Sleep disorders are highly prevalent and are associated with substantial adverse consequences including motor vehicle and other accidents, impaired cognition, impaired immune function, altered mood, decreased quality of life, and increased mortality. The gold standard test for assessing the physiology of sleep is the polysomnogram suffers from a number of well-recognized limitations. These limitations decrease the capacity of sleep researchers to make advances in understanding sleep and diminish the capacity of clinicians to detect and treat patients suffering from sleep disorders. (PSG). Currently employed PSG technology Our long-term goal is to address the shortcomings of current PSG methodology by developing a low cost, low for automated assessment of sleep physiology. We hypothesize that this would be possible by expanding the types of brain assessments carried out to include near infrared spectroscopy (NIRS) where recent evidence suggests that the low frequency hemodynamic oscillation reflect sleep stage-related changes in brain function. NIRS also simultaneously provides cerebral oxygen saturation, heart rate and breathing rate estimates. In this application, we propose to design, build, and test power, low noise, ultra-miniaturized, wireless system a proof-of-principle prototype system combining diffuse optical spectroscopic, electrophysiological, and inertial . This system will have the form factor of an adhesive bandage which will disturb and limit subjects to a far lesser degree than traditional PSG systems. We will use supervised machine learning-based methods to explore NIRS features specific to sleep stages and clinically relevant events. Other innovations include recording inertial signals and incorporating adaptive signal processing in order to remove artifacts and improve the signal to noise ratio (SNR), and using commercial-off-the-shelf proximity sensor circuitry to support the NIRS front-end. measurement capabilities If successful, this project will lead to improved capacity to carry out sleep research and to detect and treat sleep disorders. The proposed methodology would test whether novel clinically relevant NIRS parameters can be explored enabling further understanding of sleep physiology. The miniaturization, low cost, and low power consumption of our new NIRS-based wireless system would pave the way for rapid adoption and deployment of these bandages for home-use in real-world settings. Given the high prevalence and substantial impairments associated with sleep disorders, this project has the potential to have a major positive impact on public health.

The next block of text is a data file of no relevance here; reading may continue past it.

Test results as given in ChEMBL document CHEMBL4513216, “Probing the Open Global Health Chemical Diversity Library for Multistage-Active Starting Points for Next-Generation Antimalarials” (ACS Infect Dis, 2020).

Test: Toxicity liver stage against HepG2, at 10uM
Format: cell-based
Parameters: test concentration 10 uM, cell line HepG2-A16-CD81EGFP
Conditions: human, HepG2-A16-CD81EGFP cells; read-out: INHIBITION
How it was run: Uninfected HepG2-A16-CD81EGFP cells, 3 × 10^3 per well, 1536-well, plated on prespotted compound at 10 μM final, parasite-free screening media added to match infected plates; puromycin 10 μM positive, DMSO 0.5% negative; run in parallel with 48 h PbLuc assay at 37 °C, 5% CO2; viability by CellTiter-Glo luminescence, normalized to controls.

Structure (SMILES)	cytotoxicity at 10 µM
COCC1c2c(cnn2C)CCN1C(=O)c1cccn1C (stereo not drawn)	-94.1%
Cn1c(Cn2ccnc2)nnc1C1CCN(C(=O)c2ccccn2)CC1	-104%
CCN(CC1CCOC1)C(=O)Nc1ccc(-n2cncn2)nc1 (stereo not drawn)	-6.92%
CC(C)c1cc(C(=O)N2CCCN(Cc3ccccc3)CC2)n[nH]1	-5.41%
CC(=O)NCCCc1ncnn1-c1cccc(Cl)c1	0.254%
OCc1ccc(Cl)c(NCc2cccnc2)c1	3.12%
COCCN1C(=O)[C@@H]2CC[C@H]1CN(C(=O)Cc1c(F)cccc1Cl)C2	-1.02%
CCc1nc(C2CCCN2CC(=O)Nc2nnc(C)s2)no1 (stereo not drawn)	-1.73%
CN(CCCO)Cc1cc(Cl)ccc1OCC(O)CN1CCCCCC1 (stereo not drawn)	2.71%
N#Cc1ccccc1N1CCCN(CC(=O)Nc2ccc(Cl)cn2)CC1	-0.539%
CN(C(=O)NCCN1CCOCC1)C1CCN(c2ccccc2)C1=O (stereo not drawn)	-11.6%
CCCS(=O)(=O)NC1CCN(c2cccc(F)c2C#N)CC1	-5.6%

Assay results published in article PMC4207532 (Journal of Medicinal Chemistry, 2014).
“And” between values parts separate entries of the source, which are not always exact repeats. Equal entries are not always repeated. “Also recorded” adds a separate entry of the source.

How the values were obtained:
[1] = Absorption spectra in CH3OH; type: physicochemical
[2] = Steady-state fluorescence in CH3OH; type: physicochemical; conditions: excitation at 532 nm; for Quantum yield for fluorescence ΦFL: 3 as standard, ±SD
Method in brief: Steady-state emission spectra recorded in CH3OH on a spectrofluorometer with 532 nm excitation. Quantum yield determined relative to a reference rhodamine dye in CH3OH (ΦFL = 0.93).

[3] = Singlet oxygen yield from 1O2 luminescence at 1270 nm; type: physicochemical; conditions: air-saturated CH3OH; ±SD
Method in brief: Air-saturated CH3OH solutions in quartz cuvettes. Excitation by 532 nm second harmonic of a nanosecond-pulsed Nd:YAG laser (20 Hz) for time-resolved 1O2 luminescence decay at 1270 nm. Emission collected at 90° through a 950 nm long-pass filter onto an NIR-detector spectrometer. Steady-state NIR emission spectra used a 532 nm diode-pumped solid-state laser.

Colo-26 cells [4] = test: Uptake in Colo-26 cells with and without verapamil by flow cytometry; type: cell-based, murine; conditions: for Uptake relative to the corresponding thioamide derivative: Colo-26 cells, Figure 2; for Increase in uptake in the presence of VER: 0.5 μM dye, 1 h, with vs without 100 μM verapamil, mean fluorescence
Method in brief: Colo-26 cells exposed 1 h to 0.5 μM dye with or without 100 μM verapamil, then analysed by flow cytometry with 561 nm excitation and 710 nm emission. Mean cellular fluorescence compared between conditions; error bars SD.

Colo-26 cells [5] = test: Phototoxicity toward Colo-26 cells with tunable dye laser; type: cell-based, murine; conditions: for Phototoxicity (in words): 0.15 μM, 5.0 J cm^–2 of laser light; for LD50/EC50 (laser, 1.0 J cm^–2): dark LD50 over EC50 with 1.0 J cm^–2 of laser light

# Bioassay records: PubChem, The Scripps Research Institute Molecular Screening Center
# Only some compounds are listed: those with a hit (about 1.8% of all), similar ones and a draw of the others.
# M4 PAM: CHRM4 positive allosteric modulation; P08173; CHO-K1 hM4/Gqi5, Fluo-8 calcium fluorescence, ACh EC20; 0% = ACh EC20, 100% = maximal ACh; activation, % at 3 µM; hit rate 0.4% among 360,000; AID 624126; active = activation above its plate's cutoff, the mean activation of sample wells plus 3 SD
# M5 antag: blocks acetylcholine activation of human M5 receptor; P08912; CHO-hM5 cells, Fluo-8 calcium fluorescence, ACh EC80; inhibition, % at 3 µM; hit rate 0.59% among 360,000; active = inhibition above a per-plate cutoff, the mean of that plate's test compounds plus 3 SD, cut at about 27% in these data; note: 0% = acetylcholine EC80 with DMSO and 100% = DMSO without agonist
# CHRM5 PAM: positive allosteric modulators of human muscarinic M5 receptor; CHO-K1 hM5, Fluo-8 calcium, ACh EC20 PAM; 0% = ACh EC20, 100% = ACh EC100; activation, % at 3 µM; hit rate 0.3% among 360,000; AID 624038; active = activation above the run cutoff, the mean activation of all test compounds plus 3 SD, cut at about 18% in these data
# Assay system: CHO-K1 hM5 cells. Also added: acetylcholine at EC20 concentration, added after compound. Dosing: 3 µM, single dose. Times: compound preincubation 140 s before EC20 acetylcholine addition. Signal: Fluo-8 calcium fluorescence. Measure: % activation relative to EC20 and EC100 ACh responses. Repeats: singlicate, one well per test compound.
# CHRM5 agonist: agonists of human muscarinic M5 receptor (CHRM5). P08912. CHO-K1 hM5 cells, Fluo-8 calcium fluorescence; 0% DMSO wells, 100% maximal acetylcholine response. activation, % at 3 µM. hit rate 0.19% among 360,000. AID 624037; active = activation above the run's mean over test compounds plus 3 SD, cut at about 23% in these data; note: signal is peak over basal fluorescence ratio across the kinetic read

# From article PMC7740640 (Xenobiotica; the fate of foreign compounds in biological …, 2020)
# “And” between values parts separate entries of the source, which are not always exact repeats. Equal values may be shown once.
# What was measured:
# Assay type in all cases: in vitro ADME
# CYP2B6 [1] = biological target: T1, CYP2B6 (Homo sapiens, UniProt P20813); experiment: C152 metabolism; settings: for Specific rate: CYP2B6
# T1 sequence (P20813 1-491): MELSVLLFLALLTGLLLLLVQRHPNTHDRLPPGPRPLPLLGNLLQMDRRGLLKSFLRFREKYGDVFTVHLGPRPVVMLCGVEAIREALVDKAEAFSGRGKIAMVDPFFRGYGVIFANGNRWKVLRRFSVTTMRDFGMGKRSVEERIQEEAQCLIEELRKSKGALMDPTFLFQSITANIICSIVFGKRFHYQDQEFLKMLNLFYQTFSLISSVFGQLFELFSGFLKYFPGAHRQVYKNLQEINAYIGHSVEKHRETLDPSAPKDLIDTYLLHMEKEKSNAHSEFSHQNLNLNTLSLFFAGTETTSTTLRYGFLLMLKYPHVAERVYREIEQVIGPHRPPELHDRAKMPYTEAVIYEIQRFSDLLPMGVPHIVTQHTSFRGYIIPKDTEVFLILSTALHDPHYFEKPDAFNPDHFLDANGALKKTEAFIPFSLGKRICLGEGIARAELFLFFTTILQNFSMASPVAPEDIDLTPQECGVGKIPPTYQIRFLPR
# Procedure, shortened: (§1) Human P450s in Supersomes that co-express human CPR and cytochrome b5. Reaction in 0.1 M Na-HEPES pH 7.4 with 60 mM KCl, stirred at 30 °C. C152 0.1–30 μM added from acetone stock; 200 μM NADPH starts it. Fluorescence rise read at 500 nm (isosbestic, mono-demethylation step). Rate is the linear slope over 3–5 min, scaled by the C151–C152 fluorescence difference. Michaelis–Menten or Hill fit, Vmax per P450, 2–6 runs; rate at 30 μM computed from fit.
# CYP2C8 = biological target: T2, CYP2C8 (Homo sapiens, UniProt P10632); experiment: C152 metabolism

Public Health Relevance

A review carried out by the Institute of Medicine concluded that 50-70 million people in the United States suffer from a chronic disorder of sleep and wakefulness which diminishes their ability to function, adversely impacts their health, and decreases longevity. Current systems for objectively monitoring sleep physiology and diagnosing sleep disorders suffer from a number of widely-recognized shortcomings that limit the capacity of researchers to make advances in understanding sleep and sleep disorders and diminish the capacity of clinicians to detect and treat patients suffering from these conditions. Our long term goal is to develop a low cost, low power, low noise, ultra-miniaturized, wireless system for automated assessment of sleep physiology which addresses these shortcomings. The specific objective of this proposal is to investigate the capability of a miniaturized, wireless near infrared spectroscopy ( NIRS ) system to achieve this. As such, the proposed project has the potential to improve the lives of the millions of people suffering from sleep disorders.

National Institute of Health (NIH)
National Institute of Neurological Disorders and Stroke (NINDS)
Exploratory/Developmental Grants (R21)
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Special Emphasis Panel (NOIT)
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He, Janet
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North Carolina State University Raleigh
Engineering (All Types)
Schools of Engineering
United States
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